6. How Are Chinese Formula Composed?

The herbalist first determines a type of disorder that many people suffer from or a widely desired herbal effect. Use expert knowledge of herbs and their influences, certain useful ingredients are selected. Then, with an understanding of how different herbs work together in a prescription, the total formula is compounded. It is not unusual for a Chinese herbal formula to have more than 10 herbs, but hey are never randomly combined.

7.What is The Best Way To Take Chinese Herbs?

Traditionally, Chinese herbs were often taken either in decoction (a tea made by simmering for at least 45 minutes) or as a coarse powder (sometimes made into pills, other times steeped in boiled water). These methods were the best that could be done in more primitive times. Today, more scientific methods of preparation are available. The preferred methods are to make a decoction under controlled conditions and then dry it to make a concentrate, or to finely powder herbs and make them into tablets.

Concentrated extracts made from the decoctions have the advantage of freeing the consumer from the lengthy process of making the decoction and room the unpleasant task of drinking the strong tasting tea. The tabulated powder made with modern equipment released most of their active constituents readily and provide a convenient way to obtain certain herbal effects. The choice between concentrated extracts and powders depends upon the prescription. In some cases, making the decoction first is important and in other cases, decocting is not appropriate.

8. Are there Any Side Effects From Taking Chinese Herbs?

Chemical drugs often have side effects because they affect the whole body in a particular way, even when the intended use is the affect only part of the body. With herbs, the intention is to affect the whole body. A single herbs has some potential for causing side-effects because it may have a particular kind of action on the whole body and is not desired. However, an herbal formula carefully designed rarely has side effects because its influence on different part of the body are balanced by the other herbs and thus each part of the body receives the desired type of effects.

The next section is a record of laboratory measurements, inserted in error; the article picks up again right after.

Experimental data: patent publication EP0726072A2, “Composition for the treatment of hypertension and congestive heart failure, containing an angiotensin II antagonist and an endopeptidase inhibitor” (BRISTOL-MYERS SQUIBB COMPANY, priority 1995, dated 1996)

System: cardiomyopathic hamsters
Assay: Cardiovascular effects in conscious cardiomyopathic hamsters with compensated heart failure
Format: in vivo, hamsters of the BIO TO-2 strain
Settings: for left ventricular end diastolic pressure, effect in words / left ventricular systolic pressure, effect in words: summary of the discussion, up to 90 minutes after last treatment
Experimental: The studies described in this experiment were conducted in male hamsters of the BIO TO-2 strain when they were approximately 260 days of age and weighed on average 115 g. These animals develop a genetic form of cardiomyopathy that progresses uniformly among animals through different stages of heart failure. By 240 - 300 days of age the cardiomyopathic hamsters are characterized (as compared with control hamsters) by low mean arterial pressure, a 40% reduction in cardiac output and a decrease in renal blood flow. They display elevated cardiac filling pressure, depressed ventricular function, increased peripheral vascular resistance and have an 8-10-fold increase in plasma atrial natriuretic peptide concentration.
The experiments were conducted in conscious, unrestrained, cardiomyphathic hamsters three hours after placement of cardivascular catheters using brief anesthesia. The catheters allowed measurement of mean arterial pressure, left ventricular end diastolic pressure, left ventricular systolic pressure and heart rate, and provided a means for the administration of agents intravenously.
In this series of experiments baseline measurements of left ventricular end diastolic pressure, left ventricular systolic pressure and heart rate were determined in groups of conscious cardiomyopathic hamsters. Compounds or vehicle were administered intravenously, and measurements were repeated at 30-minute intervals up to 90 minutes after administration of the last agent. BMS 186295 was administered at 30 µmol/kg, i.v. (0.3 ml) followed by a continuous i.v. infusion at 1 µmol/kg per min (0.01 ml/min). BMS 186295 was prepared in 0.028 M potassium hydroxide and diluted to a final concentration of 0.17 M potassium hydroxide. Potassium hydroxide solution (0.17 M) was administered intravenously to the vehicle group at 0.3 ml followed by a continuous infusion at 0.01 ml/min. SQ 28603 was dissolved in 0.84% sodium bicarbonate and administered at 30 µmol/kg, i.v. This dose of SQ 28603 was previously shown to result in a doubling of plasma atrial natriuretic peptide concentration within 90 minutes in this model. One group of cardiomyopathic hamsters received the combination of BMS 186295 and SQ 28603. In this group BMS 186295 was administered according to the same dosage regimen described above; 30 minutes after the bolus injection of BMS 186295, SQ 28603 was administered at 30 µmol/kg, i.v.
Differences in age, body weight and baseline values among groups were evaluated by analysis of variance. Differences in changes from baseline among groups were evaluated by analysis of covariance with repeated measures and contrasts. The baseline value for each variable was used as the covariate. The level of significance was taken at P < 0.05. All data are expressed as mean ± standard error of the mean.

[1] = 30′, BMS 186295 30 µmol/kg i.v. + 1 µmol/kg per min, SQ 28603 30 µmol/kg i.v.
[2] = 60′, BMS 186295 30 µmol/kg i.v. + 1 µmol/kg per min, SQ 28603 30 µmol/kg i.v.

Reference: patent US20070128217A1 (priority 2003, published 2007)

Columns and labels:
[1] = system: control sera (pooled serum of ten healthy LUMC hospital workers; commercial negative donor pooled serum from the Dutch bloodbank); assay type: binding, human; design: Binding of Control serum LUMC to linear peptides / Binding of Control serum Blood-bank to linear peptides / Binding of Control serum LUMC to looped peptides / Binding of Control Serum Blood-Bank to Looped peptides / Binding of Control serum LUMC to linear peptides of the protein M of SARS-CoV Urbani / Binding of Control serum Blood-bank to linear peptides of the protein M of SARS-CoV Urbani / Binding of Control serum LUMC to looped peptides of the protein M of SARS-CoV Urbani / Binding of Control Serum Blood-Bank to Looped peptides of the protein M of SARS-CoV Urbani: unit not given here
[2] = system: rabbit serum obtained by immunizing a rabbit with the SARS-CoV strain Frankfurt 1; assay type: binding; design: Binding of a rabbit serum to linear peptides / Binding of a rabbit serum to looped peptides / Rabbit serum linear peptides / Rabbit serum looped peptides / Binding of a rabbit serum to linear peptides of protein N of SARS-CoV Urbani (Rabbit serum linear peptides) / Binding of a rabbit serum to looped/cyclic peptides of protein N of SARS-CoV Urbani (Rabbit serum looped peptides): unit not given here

Nonetheless, there can be some mild adverse reaction to herbal formulas. The most common reaction to herbal formulas. The most common reaction is a gastrointestinal disturbance since the full dose of the herbs enters the stomach and intestines. If a reaction occurs, it can be prevented almost always by taking the herbs after meal (rather than before, as is usually recommended). A few people may experience dizziness, rash , or nervousness from taking the herbs and this usually indicates that the formula is not adequately balanced or their needs. In such cases, another formula should be tried or the formulation should be adjusted. In all cases, any reaction to the herbs will disperse shortly after their use has stopped.

9. Are Chinese Herbs Safe to Use During Pregnancy and Breast Feeding?

Generally speaking, Chinese herb formulas provided to the public in prepared form are safe to use during pregnancy and breast feeding. Formulas containing certain herbs such as rhubarb, cardamoms, and persica should usually be avoided during pregnancy, and formulas containing rhubarb, senna, or aloe should usually be avoided during breast feeding. Consult a health professional with specific questions.

10. Aren't Chinese Herbs Quite Expensive?

The price of Chinese herbs varies greatly. but the tonic herbs, which are the most important and unique feature of this herbal system, tend to be expensive. Since such ingredients are included in most of the formulations, the product price may be relatively high. However, they are very cost effective. For an investment of approximately $1.00 per day, the average consumer can obtain many benefits. Compare this with the amount most people are willing to spend on unhealthy practices (such as cigarette smoking) and it is easily seen that Chinese herbs are not expensive.